Our food depends on soil and weather, and the skill of those who grow it. For our pasture and grains to feed livestock, our seeds need to meet the needs of farmers’ systems. Seed production evolves with changing environmental and market climates.
Bringing a new seed variety to market can take many years from concept to commercialisation – as long as 15 years in some instances. The desired outcomes of what the new variety will deliver can be improved yield, persistence, climate tolerance or disease and insect protection and will be largely driven by customer demand.
It all starts with the very essence of a seed – the germplasm and the genetic traits it contains. Research is undertaken to Identify a plant whose genes have the potential to deliver the desired outcomes. For example, identifying genotypes in ryegrass that deliver improved nitrogen and water use will improve yield and persistence in tougher environments.
From this initial research, there is potentially thousands of genetic variations. The process of breeding, growing and testing ‘weeds’ out the ones that won’t make the grade. Production and commercialisation of those that show promise can take up to 5-8 years.
Taking a long-term vision on seed breeding is therefore vital to ensuring the viability of new seed varieties that meet the needs of the farmer, while still providing a return to those who developed the seed.
25 years of plant breeding
For Barenbrug Australia, research and development of new seed varieties has been undertaken for around 30 years. The knowledge and technical expertise developed in that time is well recognised in the industry and due in part to the commitment of employees such as Allen Newman, Southern Plant Breeding Manager in Howlong, NSW now celebrating 25 years with the company.
In his time, Allen has seen the company evolve from a broadacre focus to a specialist pasture company with more than 95 varieties under the Plant Breeders’ Rights (PBR) taken to commercial realisation.
“Change in the agricultural world is increasing at a far faster rate than it did 25 years ago,” says Allen.
“It is an exciting time to be involved in research and development as we look to develop varieties that not only have genetic gains in terms of yield or nutrition that are important traits for farmers, but also in terms of responding to policy change such as nitrogen efficiency and water usage. One such example that comes to mind is forage barley. When it was first developed, forage barley did not exist – it was a significant leap for its day, and now most forage barleys on the market are based on that original variety.
“We now have the tools, knowledge and emerging technology within Barenbrug to fast track genetic gain and respond more rapidly to a changing market environment.”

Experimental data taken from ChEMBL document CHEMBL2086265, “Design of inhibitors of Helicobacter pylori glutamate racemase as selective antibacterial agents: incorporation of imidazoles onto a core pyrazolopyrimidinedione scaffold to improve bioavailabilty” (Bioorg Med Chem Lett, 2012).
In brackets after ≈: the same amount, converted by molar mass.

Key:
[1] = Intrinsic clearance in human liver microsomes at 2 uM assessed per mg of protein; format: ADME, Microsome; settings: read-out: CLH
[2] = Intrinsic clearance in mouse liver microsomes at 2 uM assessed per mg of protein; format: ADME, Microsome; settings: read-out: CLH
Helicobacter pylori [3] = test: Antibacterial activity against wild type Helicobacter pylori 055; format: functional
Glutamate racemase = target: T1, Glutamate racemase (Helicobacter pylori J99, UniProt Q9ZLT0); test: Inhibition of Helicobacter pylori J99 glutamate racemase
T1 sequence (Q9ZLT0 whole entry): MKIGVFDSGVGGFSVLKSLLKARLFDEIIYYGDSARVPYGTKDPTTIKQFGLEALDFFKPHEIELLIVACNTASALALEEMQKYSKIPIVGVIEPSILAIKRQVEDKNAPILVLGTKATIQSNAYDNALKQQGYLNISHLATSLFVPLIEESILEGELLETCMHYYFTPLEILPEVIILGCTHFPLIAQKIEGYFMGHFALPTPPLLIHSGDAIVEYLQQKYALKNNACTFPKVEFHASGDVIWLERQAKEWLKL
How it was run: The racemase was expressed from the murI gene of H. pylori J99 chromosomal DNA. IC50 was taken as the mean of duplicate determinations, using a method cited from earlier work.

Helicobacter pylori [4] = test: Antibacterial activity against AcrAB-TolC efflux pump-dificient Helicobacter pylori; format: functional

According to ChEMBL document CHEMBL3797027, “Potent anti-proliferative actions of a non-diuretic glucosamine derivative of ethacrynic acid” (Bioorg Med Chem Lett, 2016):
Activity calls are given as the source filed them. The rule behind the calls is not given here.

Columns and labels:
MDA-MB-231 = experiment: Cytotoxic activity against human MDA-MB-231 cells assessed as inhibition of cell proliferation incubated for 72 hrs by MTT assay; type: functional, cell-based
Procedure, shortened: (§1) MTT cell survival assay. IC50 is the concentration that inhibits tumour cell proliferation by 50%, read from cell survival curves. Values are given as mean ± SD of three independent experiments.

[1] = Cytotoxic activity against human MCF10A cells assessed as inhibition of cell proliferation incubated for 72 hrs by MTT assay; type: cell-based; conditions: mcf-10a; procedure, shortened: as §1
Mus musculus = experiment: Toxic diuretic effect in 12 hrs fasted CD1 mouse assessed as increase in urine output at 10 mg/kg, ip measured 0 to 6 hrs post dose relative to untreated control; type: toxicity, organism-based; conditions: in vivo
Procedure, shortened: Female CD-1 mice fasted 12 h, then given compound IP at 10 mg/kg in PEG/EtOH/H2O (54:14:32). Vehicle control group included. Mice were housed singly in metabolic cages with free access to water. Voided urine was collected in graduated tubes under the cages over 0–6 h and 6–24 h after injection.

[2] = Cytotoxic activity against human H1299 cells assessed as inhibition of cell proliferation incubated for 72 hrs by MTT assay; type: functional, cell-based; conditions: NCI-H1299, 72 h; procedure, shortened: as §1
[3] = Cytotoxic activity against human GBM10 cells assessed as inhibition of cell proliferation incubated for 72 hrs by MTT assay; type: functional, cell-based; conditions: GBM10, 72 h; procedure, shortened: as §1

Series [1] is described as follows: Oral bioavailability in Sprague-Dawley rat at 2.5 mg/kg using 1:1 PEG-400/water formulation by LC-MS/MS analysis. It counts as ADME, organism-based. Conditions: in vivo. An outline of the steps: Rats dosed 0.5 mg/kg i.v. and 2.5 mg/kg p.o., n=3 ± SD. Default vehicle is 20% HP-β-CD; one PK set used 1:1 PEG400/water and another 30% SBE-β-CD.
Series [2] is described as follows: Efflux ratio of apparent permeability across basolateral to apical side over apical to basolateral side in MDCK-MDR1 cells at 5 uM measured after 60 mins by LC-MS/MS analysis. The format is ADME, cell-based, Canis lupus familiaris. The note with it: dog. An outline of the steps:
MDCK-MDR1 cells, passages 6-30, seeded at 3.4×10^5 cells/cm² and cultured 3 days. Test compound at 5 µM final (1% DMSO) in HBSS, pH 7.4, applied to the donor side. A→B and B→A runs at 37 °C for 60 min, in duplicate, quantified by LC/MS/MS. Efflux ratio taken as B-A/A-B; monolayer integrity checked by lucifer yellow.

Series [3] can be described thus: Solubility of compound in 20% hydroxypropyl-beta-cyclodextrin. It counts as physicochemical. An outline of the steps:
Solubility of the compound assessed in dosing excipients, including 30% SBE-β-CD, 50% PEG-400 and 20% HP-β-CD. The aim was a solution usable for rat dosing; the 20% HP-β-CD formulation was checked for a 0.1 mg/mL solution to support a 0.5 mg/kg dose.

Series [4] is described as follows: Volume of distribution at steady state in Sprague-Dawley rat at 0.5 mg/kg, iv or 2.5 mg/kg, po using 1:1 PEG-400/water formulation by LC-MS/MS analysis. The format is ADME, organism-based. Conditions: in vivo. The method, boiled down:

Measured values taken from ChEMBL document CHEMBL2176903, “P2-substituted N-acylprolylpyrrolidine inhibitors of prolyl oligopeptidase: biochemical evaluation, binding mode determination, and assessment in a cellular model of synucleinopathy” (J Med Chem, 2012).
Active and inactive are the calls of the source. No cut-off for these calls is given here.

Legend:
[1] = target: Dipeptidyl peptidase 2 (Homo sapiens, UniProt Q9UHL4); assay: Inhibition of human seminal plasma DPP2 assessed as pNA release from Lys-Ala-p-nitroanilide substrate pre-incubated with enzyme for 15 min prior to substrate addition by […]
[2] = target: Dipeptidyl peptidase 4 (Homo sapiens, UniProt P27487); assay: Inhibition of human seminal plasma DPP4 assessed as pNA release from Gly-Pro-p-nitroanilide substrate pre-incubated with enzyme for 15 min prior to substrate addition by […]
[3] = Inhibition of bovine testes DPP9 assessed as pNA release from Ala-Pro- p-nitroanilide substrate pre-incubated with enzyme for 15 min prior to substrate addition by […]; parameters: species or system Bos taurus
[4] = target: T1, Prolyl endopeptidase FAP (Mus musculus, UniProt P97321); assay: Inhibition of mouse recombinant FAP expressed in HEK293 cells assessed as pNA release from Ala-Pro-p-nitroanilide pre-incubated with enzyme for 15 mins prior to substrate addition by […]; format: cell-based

The range of seed varieties that Barenbrug has been able to provide domestic and international markets has been enabled through partnerships with organisations such as NuSeed and SARDI to bring forward high quality crops for both temperate and tropical environments. Development of lucerne, sunflowers and sorghums has been strengthened with industry experts such as Allen and Chris Haire, both of whom have been in the industry for many years.
The next generation of breeding
Understanding the future needs of plant breeding and market demands has seen Barenbrug invest in new technologies and tools to better understand those requirements. With globally appointed Luke Pembleton, analysis of breeding potential and modelling has given Barenbrug an opportunity to determine which genetic traits will give the best probable outcomes. It has also shortened the initial plant cross process from several years, down to several months with the aid of computer based modelling.
The final piece in the puzzle to produce quality seed that delivers on promise, is seed coating technology to improve germination, insect protection and ease of planting. To improve the coating, ensure quality and provide better guarantees of success rates, Barenbrug is investing in seed laboratories in Toowoomba, under the guidance of seed technology specialist, Paulo Ramalho who has recently joined the Australian team from Barenbrug Brazil.
On his recent visit to Barenbrug Australia, Piet Arts, Global Research Director for Barenbrug, said globally the company has a competitive portfolio and doing very well in the industry.
“We are fortunate to have such a diverse team around the world and some very interesting breeding programs. This was very evident at the recent Global Breeders meeting that is held every three years.”
He also encouraged researchers and breeders to not be afraid of trying new things as it is a ‘breeding ground for innovation’.